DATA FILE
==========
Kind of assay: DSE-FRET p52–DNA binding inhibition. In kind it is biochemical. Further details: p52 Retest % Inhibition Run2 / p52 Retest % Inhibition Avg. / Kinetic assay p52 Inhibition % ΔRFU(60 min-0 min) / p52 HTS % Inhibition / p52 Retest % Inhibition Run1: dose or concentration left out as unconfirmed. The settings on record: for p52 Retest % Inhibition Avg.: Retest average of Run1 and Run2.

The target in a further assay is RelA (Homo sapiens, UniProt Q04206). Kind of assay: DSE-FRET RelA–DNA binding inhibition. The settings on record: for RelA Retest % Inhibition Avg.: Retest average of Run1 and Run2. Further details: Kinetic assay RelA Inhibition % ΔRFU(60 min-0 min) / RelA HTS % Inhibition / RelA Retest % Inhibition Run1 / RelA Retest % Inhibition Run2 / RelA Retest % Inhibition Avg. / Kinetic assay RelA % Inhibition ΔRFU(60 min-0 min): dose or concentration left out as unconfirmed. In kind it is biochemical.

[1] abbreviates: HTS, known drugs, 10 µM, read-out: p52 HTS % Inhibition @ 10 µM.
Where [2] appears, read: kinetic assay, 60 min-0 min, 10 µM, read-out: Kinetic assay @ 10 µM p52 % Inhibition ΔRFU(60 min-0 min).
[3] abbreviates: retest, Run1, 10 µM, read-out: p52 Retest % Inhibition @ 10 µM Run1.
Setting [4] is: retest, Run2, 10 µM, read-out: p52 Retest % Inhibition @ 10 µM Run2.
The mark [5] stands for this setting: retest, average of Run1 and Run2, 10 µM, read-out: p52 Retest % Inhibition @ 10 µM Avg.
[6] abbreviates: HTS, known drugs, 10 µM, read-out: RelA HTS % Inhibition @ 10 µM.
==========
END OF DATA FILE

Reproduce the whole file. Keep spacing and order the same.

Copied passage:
Kind of assay: DSE-FRET p52–DNA binding inhibition. In kind it is biochemical. Further details: p52 Retest % Inhibition Run2 / p52 Retest % Inhibition Avg. / Kinetic assay p52 Inhibition % ΔRFU(60 min-0 min) / p52 HTS % Inhibition / p52 Retest % Inhibition Run1: dose or concentration left out as unconfirmed. The settings on record: for p52 Retest % Inhibition Avg.: Retest average of Run1 and Run2.

The target in a further assay is RelA (Homo sapiens, UniProt Q04206). Kind of assay: DSE-FRET RelA–DNA binding inhibition. The settings on record: for RelA Retest % Inhibition Avg.: Retest average of Run1 and Run2. Further details: Kinetic assay RelA Inhibition % ΔRFU(60 min-0 min) / RelA HTS % Inhibition / RelA Retest % Inhibition Run1 / RelA Retest % Inhibition Run2 / RelA Retest % Inhibition Avg. / Kinetic assay RelA % Inhibition ΔRFU(60 min-0 min): dose or concentration left out as unconfirmed. In kind it is biochemical.

[1] abbreviates: HTS, known drugs, 10 µM, read-out: p52 HTS % Inhibition @ 10 µM.
Where [2] appears, read: kinetic assay, 60 min-0 min, 10 µM, read-out: Kinetic assay @ 10 µM p52 % Inhibition ΔRFU(60 min-0 min).
[3] abbreviates: retest, Run1, 10 µM, read-out: p52 Retest % Inhibition @ 10 µM Run1.
Setting [4] is: retest, Run2, 10 µM, read-out: p52 Retest % Inhibition @ 10 µM Run2.
The mark [5] stands for this setting: retest, average of Run1 and Run2, 10 µM, read-out: p52 Retest % Inhibition @ 10 µM Avg.
[6] abbreviates: HTS, known drugs, 10 µM, read-out: RelA HTS % Inhibition @ 10 µM.